While most people know that maple trees can be tapped for syrup, it is less common knowledge that there are dozens of other trees that can be tapped for sap which you can also make into syrup! It’s actually pretty easy.
What Trees Can be Tapped
First, of course you need to identify if your tree can be tapped for syrup or sap. It is pretty safe to assume that if you live in an area without a winter your trees won’t be able to produce any sap (don’t worry—I still consider you lucky). Trees typically are ready to be tapped when temperatures start falling between 20-40 degrees Fahrenheit.
The most common trees for tapping are definitely maple trees. There are quite a few variations of maple trees though, from black to red maples. Other popular sap-producing tree species include black walnut, English walnut, paper birch, and sycamore.
If you need some help identifying trees, it’s as simple as identifying the leaf they produce! This, of course, means you have to identify them before winter comes, and either mark or just remember what the tree is. You can learn more about identifying trees here. Or, of course, there is an App for that.
Supplies For Tapping
While you can get an elaborate system for tapping from a commercial distributor, I of course recommend you keep it simple and try to do most of it with stuff from around the house—you know, the old fashioned way! If you don’t have much of this equipment at home, you can purchase “tapping kits” from some places online such as Amazon.
- Drill bit – You’ll need to drill a small hole into the tree in order to be able to place your tap.
- Tap/Tubing – This is essentially just a valve to help get fluid from the tree to your container. Some people even use drinking straws for the tubing. Most people also use a hammer or mallet to secure the tap to the tree.
- Buckets/Containers – You’ll need these to get the sap from your tubing into something to transport and keep. While you can purchase “maple sap buckets”, I recommend you just use an old milk jug or something along those lines. You can cut a hole into the container if necessary so that you may place your tap/tubing directly into your container.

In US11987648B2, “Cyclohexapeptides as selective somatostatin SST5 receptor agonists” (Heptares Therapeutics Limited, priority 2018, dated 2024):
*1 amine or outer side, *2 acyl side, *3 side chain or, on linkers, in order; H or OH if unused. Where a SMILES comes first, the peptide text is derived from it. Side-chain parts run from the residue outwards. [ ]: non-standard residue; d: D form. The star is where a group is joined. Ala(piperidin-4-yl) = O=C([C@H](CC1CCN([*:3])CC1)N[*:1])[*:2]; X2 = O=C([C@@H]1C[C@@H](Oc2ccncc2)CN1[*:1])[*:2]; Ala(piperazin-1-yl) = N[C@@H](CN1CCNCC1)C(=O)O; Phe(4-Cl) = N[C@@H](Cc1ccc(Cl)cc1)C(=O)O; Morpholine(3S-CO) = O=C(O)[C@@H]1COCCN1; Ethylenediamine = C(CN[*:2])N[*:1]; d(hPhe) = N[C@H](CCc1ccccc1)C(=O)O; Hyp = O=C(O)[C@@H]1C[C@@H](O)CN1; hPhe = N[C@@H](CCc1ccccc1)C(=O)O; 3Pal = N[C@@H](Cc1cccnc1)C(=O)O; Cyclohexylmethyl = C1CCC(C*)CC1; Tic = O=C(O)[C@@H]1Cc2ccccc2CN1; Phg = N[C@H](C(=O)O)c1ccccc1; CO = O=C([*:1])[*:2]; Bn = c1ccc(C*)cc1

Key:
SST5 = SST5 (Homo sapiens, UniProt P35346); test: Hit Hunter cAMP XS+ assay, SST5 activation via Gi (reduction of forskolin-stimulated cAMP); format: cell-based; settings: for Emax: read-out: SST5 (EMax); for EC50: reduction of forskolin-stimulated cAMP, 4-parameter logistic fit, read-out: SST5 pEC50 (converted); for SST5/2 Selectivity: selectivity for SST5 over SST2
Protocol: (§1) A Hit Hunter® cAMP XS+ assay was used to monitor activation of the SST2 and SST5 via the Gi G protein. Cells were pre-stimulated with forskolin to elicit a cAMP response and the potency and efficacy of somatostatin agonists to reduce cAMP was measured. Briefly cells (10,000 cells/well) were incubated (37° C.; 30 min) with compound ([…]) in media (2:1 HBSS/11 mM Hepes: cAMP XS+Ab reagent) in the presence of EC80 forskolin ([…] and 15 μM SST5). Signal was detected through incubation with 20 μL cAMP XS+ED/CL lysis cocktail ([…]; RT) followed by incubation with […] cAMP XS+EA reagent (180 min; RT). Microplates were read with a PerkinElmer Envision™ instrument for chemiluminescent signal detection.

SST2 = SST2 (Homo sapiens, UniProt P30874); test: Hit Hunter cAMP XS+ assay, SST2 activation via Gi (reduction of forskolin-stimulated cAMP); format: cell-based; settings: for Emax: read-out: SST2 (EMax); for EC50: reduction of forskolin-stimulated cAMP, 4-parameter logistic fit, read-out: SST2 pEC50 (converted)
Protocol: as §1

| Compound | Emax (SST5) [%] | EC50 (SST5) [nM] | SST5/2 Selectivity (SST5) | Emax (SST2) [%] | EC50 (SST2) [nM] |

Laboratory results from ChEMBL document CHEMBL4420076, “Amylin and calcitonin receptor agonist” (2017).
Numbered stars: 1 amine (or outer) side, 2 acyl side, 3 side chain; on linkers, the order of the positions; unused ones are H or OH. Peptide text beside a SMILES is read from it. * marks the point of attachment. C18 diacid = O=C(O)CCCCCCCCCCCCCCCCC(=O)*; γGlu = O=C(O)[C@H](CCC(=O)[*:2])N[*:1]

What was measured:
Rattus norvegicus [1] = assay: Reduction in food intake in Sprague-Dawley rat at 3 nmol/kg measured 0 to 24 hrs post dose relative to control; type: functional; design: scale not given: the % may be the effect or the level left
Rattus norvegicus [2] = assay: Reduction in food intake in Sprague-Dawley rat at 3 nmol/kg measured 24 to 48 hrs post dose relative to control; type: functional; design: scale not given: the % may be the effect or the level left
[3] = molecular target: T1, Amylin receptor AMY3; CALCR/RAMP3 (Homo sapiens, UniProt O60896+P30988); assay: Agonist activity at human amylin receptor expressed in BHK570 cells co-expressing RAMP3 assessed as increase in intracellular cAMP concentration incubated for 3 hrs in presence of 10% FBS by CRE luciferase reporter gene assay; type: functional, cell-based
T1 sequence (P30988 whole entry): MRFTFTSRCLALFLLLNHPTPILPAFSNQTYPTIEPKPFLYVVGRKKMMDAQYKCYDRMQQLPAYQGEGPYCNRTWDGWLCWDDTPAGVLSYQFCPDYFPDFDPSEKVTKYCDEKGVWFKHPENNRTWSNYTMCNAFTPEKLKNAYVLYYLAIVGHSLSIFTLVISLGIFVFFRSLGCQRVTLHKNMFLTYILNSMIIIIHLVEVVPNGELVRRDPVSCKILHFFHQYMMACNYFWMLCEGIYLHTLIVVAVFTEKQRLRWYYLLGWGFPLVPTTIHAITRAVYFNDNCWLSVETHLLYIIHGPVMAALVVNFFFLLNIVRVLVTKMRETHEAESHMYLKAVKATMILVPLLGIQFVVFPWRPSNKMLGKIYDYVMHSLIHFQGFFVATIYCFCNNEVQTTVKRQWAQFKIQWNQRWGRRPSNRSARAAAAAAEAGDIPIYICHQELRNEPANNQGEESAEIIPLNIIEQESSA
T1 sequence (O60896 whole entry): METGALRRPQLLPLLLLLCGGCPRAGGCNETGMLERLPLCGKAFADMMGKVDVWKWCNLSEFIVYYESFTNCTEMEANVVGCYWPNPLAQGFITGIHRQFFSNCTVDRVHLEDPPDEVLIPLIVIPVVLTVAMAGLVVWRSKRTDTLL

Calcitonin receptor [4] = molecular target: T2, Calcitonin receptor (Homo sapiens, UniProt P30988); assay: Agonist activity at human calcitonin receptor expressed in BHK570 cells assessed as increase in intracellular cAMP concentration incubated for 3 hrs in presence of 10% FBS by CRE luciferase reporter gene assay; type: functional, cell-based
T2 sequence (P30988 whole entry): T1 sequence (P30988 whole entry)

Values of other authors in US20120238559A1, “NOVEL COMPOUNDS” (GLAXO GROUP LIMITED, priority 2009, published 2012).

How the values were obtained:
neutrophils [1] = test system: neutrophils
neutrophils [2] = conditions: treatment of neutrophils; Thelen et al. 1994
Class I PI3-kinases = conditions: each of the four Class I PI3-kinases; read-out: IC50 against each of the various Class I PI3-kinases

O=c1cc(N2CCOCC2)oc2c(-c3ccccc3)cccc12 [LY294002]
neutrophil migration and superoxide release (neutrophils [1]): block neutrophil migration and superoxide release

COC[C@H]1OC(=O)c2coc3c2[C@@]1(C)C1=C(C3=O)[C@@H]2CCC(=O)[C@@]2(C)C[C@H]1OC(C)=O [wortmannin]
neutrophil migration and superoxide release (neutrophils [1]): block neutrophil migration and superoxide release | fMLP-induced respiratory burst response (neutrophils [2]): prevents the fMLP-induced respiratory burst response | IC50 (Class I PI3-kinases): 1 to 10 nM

From Sap to Syrup
Once you’ve got the sap, you are going to need a few more things to make it into syrup. You’ll need some pots, a cheesecloth or strainer, a cooking thermometer, and some storage jars. If you have all that, you’re ready to make some syrup!
You should strain your sap before you start boiling, in case there are flies or other products of nature that got mixed in. Your sap is going to have to be boiled until it is 7 degrees above the boiling point of water—so about 219 degrees Fahrenheit. That is the temperature where sap becomes syrup. Be careful though. If it gets too hot, it might crystallize. If it doesn’t get hot enough, you can run into mold later on.
That is really it. It can be time-consuming to get it to the right temperature, but the process is so simple other than that. You just boil the sap into syrup, and then you are able to can it or jar it—whichever way you like to preserve! For tips on how to prepare for canning season, click here.
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